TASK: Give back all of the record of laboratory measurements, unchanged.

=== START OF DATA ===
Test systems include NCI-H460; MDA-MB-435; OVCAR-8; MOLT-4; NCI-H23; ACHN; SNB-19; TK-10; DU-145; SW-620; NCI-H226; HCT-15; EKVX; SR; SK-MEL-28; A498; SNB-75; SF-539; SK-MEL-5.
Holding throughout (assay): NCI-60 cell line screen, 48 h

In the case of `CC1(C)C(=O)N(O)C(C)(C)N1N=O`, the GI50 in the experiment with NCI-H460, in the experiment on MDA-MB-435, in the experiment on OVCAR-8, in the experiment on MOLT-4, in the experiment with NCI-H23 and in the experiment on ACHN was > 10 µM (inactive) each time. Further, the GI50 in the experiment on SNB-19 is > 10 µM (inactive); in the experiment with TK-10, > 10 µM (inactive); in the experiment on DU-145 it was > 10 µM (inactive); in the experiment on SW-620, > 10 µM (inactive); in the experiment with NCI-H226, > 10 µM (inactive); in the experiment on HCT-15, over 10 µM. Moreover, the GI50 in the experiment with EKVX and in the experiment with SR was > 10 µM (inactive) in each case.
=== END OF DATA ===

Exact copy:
Test systems include NCI-H460; MDA-MB-435; OVCAR-8; MOLT-4; NCI-H23; ACHN; SNB-19; TK-10; DU-145; SW-620; NCI-H226; HCT-15; EKVX; SR; SK-MEL-28; A498; SNB-75; SF-539; SK-MEL-5.
Holding throughout (assay): NCI-60 cell line screen, 48 h

In the case of `CC1(C)C(=O)N(O)C(C)(C)N1N=O`, the GI50 in the experiment with NCI-H460, in the experiment on MDA-MB-435, in the experiment on OVCAR-8, in the experiment on MOLT-4, in the experiment with NCI-H23 and in the experiment on ACHN was > 10 µM (inactive) each time. Further, the GI50 in the experiment on SNB-19 is > 10 µM (inactive); in the experiment with TK-10, > 10 µM (inactive); in the experiment on DU-145 it was > 10 µM (inactive); in the experiment on SW-620, > 10 µM (inactive); in the experiment with NCI-H226, > 10 µM (inactive); in the experiment on HCT-15, over 10 µM. Moreover, the GI50 in the experiment with EKVX and in the experiment with SR was > 10 µM (inactive) in each case.